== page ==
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Herbal Extract Is Faulted in Study

The supplement guggulipid, which is advertised as helping to cut cholesterol levels, raises them instead, researchers find.

August 13, 2003|Thomas H. Maugh II | Times Staff Writer

An herbal supplement marketed as a way to reduce cholesterol levels actually increases them slightly, according to the first U.S. clinical trial of the product, called a guggulipid extract.

The supplement, made from the resin of the mukul myrrh tree, also caused skin rashes in about one of every 10 people who took it, researchers from the University of Pennsylvania School of Medicine reported today in the Journal of the American Medical Assn.

"The bottom line is, if you are trying to lower your [cholesterol], don't use guggulipid," said Dr. Philippe O. Szapary, who led the study. "There are plenty of proven safe and effective therapies currently on the market" -- including soluble fibers such as psyllium, flaxseed, plant stanols and sterols, and omega-3 fatty acids.

The results were surprising because the supplement has a long history in Indian ayurvedic medicine. Clinical trials in India have shown it to be effective, but only one of those trials was a randomized, double-blind trial -- in which neither doctors nor patients knew who was receiving the drug -- similar to the study reported today.

Szapary and his colleagues noted that the Indian population studied in that trial was thinner and consumed less total fat and more fiber than the American population they studied. That large difference in diet, along with genetic factors, could explain the differences in the two studies, he said.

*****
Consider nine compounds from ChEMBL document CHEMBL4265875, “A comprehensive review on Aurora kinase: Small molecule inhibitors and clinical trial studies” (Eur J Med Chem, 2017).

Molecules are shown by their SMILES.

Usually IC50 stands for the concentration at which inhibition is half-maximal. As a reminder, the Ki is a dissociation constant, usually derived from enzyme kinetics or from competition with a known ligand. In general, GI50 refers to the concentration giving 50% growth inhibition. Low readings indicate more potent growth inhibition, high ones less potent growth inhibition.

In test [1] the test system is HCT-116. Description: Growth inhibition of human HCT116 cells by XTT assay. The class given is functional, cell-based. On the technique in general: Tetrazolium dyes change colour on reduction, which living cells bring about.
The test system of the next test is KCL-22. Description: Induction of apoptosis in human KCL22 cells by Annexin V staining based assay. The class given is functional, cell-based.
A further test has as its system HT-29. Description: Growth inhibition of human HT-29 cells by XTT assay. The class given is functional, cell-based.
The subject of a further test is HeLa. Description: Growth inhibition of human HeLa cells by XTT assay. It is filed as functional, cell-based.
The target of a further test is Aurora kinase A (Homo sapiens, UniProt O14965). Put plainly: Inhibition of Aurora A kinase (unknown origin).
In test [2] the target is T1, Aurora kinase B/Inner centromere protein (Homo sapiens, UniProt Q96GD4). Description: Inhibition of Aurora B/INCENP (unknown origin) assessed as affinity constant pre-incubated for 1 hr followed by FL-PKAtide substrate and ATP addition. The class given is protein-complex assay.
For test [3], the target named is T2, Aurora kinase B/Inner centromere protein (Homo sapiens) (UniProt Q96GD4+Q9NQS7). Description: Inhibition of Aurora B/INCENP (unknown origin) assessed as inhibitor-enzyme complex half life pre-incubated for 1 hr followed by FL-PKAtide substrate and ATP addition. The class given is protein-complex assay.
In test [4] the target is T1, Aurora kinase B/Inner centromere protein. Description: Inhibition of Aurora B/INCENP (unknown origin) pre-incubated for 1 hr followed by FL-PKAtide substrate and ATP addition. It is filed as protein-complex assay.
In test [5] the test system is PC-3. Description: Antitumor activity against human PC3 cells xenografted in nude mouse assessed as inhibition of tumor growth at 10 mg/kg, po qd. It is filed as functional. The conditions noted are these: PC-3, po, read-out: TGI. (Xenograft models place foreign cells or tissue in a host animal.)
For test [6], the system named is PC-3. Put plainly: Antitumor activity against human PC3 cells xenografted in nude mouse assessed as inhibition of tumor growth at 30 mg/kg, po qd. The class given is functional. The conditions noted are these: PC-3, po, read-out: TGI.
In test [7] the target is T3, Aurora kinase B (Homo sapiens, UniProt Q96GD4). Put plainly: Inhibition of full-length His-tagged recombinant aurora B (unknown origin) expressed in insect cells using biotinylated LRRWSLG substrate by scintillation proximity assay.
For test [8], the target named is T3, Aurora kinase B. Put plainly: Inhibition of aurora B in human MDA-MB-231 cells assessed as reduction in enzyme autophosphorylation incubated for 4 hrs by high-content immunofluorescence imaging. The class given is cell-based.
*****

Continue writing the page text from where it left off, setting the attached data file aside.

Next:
The Penn researchers enrolled 103 Philadelphia-area adults with high cholesterol, who were randomly divided into three groups. One took 3,000 milligrams per day of a commercial product called Gugulipid, the second took 6,000 milligrams per day and the third received a placebo. The enrollees were not placed on a special diet or directed to diet and exercise. "We were trying to imitate what a typical consumer might do when he thinks his cholesterol is a little high," Szapary said.

The team regularly measured the patients' blood concentrations of low-density lipoprotein cholesterol (LDL-C), the so-called bad cholesterol that is thought to be the most dangerous form. Each 1% decrease in LDL-C levels has previously been shown to be associated with a 2% decline in the risk of heart disease.

After three months, the team found, LDL-C levels had increased by an average of 4% in those taking the lower dose of guggulipids and by 5% in those taking the higher dose. The level fell by 5% in those taking the placebo. "That was a surprise to us," said Szapary, who went into the study expecting to find a benefit provided by the supplement.

The study also found that six patients -- five of them in the high-dose group -- developed a rash that went away when they stopped taking the herb.

The results show "that we need to spend time and money investigating these products," said Szapary, whose study was supported by the National Institutes of Health. "We can't assume that something is safe and is going to work. It needs to be investigated in a rigorous way."

A spokesman for Sabinsa Corp. of Piscataway, N.J., which provided Gugulipid for the study, said that the trial's focus was too narrow. Dr. Vladimir Badmaev noted that the supplement could have a beneficial effect on other factors that affect the risk of heart disease, such as inflammation, C-reactive protein and triglycerides.

Szapary noted that his group is studying those factors as well.

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